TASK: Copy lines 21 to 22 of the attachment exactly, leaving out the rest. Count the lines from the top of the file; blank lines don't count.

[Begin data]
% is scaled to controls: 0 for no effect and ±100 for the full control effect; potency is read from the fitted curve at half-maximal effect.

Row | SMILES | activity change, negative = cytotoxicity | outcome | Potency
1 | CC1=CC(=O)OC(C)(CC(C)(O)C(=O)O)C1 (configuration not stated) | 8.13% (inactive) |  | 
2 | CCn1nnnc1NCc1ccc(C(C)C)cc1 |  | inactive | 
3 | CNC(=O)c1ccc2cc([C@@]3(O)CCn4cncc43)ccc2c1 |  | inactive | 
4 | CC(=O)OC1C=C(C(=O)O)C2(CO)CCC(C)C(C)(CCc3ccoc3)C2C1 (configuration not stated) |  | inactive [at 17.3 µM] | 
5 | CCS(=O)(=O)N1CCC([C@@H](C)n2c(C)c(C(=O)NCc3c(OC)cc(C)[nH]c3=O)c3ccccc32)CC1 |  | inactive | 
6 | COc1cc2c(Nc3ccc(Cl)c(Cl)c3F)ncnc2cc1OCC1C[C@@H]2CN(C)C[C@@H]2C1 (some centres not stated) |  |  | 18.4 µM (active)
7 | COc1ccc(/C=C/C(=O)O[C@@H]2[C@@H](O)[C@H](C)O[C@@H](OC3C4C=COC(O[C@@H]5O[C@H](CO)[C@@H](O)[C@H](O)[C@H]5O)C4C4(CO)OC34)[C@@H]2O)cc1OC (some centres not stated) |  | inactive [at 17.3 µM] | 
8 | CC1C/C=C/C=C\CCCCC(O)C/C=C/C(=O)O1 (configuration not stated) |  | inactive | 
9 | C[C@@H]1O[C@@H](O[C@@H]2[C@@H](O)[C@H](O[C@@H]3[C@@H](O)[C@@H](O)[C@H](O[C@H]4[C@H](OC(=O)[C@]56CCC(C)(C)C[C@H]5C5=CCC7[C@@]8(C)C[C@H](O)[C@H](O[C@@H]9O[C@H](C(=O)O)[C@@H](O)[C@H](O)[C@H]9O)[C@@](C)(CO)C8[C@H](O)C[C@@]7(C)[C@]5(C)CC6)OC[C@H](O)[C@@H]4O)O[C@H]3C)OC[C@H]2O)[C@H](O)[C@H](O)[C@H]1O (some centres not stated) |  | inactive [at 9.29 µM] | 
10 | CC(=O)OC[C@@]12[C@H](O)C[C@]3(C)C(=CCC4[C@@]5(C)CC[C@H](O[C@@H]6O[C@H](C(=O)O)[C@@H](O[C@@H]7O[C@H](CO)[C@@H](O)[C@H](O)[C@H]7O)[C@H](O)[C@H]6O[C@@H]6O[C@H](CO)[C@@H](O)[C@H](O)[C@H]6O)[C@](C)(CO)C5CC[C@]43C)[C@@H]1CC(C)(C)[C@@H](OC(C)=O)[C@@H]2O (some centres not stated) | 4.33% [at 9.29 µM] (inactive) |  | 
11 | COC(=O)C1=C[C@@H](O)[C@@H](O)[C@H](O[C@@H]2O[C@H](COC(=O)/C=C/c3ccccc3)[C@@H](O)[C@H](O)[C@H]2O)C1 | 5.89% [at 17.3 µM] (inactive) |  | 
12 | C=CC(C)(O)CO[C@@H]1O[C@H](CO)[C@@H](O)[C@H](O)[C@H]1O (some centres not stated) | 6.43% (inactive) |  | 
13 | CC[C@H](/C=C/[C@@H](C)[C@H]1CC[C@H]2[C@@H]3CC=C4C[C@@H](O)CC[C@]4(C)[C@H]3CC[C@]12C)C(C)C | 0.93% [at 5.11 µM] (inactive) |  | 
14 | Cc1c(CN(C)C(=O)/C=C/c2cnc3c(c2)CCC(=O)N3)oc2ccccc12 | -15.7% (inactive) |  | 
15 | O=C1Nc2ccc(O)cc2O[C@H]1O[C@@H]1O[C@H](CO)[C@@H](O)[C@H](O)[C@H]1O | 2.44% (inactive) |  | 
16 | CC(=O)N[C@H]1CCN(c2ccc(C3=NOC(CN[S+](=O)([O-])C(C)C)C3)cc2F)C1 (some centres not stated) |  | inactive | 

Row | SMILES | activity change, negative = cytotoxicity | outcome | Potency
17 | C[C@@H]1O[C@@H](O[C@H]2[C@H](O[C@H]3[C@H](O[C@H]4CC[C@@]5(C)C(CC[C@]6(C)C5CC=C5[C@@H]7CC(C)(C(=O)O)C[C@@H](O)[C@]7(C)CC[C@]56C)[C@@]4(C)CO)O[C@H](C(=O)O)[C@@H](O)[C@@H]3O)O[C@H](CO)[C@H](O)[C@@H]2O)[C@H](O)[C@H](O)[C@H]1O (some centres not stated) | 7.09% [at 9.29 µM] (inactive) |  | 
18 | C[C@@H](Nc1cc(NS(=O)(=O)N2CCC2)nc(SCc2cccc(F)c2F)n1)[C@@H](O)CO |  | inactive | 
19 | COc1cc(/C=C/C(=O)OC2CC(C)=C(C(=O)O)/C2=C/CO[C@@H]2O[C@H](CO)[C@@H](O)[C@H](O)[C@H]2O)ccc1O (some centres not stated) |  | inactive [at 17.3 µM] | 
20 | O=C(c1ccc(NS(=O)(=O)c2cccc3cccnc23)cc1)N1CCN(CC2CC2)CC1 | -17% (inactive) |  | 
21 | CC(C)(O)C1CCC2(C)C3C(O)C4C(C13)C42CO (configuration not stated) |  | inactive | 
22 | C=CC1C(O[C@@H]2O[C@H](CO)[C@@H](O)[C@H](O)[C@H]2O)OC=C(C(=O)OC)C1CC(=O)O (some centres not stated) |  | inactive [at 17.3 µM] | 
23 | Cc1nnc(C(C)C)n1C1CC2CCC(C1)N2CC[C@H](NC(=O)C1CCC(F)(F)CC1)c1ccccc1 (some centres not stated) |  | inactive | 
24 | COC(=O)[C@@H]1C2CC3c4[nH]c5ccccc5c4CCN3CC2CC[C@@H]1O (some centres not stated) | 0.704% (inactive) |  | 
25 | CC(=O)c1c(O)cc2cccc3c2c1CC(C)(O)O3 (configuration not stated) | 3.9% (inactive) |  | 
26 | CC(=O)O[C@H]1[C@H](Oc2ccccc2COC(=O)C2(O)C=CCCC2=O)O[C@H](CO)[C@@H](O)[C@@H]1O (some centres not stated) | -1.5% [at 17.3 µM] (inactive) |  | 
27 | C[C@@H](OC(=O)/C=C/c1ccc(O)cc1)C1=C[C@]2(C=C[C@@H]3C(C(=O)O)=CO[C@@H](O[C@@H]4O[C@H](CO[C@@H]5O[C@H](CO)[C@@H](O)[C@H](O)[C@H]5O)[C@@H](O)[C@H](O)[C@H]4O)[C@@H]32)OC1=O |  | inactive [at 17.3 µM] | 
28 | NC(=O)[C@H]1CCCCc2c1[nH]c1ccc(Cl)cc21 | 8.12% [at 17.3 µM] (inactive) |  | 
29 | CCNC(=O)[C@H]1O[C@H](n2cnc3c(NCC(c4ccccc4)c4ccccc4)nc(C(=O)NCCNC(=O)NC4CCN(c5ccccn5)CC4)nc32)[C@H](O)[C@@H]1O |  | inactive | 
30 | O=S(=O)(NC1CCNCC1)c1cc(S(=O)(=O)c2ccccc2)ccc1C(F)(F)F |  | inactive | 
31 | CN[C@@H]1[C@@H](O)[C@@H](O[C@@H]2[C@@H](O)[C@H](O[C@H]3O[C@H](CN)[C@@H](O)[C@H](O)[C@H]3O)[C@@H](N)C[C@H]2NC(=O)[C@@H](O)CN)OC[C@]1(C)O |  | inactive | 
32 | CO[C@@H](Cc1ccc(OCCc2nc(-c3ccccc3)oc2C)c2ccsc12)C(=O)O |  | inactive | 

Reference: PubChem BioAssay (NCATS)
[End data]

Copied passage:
18 | C[C@@H](Nc1cc(NS(=O)(=O)N2CCC2)nc(SCc2cccc(F)c2F)n1)[C@@H](O)CO |  | inactive | 
19 | COc1cc(/C=C/C(=O)OC2CC(C)=C(C(=O)O)/C2=C/CO[C@@H]2O[C@H](CO)[C@@H](O)[C@H](O)[C@H]2O)ccc1O (some centres not stated) |  | inactive [at 17.3 µM] | 